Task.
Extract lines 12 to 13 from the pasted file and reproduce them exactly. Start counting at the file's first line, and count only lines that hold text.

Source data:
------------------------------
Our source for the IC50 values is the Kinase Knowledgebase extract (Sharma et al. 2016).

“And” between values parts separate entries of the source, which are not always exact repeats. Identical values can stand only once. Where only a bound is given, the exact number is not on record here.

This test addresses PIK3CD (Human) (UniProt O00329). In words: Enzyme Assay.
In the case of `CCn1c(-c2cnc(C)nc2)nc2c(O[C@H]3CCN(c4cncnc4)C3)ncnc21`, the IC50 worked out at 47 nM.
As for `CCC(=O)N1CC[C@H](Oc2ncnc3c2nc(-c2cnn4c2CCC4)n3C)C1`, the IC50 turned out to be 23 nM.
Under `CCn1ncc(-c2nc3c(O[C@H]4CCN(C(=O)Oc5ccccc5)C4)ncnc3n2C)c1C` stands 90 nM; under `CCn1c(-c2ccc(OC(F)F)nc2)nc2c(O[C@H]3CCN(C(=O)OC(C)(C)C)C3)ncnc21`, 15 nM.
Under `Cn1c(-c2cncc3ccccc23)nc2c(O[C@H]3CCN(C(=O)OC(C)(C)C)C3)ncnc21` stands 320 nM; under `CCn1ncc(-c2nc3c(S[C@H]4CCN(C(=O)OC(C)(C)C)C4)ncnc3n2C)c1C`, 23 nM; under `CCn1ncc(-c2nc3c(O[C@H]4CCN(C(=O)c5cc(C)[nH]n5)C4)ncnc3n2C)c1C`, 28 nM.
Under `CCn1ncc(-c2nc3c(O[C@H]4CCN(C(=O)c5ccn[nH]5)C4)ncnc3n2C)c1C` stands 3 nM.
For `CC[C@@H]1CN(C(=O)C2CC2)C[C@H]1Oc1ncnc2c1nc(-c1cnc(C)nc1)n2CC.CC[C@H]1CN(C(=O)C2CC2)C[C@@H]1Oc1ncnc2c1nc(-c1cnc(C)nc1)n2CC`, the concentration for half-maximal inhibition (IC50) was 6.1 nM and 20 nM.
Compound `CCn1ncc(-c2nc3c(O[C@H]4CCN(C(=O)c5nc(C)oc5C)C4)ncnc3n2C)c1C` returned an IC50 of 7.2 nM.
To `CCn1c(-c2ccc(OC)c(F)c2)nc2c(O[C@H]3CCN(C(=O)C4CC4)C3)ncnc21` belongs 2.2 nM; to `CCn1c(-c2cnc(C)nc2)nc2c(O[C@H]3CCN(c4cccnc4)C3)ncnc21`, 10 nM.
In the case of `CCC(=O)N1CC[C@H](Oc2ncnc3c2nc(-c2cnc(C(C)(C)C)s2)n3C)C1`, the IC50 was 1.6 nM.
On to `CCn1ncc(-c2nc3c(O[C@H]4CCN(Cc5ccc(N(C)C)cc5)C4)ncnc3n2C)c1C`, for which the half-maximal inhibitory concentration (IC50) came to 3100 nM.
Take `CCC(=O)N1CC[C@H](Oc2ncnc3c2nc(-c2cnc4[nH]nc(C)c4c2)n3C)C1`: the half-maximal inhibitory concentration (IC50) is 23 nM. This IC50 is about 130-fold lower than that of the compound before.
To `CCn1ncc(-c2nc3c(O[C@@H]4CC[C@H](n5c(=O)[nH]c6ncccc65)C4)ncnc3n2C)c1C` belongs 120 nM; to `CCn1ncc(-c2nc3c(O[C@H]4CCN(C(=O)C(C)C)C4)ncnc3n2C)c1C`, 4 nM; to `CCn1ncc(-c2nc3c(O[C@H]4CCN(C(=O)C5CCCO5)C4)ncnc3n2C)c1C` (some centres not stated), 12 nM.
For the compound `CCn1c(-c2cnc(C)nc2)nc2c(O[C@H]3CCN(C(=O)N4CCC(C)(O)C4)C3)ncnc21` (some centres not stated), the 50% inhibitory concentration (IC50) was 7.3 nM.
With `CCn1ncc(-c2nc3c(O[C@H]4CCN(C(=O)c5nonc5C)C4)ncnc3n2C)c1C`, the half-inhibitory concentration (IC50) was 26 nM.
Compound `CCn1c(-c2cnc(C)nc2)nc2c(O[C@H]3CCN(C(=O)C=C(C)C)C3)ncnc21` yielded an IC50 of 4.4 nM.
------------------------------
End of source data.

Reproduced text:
In the case of `CCC(=O)N1CC[C@H](Oc2ncnc3c2nc(-c2cnc(C(C)(C)C)s2)n3C)C1`, the IC50 was 1.6 nM.
On to `CCn1ncc(-c2nc3c(O[C@H]4CCN(Cc5ccc(N(C)C)cc5)C4)ncnc3n2C)c1C`, for which the half-maximal inhibitory concentration (IC50) came to 3100 nM.